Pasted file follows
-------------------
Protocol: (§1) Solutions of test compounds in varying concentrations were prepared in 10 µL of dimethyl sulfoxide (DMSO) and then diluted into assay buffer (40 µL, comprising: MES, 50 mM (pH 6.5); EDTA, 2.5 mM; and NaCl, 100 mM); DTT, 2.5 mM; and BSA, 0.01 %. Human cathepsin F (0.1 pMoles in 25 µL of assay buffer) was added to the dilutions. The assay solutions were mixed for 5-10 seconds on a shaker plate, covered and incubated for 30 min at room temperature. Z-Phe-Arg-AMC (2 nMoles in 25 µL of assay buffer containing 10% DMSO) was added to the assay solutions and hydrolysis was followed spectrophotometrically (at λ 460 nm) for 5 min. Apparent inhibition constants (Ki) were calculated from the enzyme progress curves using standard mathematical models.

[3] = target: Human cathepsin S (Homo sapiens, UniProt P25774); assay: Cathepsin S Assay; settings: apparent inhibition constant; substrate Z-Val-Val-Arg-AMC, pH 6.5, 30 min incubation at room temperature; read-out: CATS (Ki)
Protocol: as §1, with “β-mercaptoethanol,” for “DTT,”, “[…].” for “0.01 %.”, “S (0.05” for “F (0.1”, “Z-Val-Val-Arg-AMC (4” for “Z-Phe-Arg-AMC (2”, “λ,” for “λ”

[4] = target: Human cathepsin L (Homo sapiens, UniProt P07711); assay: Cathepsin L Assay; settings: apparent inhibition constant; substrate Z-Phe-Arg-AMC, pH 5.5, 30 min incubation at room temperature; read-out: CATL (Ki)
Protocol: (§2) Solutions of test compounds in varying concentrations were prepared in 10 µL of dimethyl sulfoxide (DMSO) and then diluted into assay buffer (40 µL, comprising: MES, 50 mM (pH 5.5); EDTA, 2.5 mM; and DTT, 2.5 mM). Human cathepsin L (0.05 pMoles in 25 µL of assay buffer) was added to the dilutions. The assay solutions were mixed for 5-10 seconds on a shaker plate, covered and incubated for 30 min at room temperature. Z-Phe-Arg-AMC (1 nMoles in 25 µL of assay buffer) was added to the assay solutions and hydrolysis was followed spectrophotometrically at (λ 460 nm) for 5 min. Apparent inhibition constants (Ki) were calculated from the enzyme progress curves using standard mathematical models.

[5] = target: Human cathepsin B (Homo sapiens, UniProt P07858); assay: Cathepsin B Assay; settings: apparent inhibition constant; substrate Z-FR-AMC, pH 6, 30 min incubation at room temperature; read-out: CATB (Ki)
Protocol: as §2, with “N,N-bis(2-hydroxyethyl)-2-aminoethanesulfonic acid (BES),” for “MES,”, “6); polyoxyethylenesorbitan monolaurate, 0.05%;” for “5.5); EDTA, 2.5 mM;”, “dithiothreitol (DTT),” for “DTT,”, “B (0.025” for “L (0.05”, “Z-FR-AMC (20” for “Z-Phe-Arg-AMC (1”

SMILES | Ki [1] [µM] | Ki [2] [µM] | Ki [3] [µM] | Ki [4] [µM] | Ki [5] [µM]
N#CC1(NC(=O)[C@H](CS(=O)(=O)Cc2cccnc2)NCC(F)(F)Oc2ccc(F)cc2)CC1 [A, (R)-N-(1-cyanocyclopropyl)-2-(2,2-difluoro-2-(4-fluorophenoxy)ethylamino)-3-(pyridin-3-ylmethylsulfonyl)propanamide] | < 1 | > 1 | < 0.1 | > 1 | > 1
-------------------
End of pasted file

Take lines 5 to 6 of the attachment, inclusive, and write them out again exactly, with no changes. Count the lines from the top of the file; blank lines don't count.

Protocol: (§2) Solutions of test compounds in varying concentrations were prepared in 10 µL of dimethyl sulfoxide (DMSO) and then diluted into assay buffer (40 µL, comprising: MES, 50 mM (pH 5.5); EDTA, 2.5 mM; and DTT, 2.5 mM). Human cathepsin L (0.05 pMoles in 25 µL of assay buffer) was added to the dilutions. The assay solutions were mixed for 5-10 seconds on a shaker plate, covered and incubated for 30 min at room temperature. Z-Phe-Arg-AMC (1 nMoles in 25 µL of assay buffer) was added to the assay solutions and hydrolysis was followed spectrophotometrically at (λ 460 nm) for 5 min. Apparent inhibition constants (Ki) were calculated from the enzyme progress curves using standard mathematical models.

[5] = target: Human cathepsin B (Homo sapiens, UniProt P07858); assay: Cathepsin B Assay; settings: apparent inhibition constant; substrate Z-FR-AMC, pH 6, 30 min incubation at room temperature; read-out: CATB (Ki)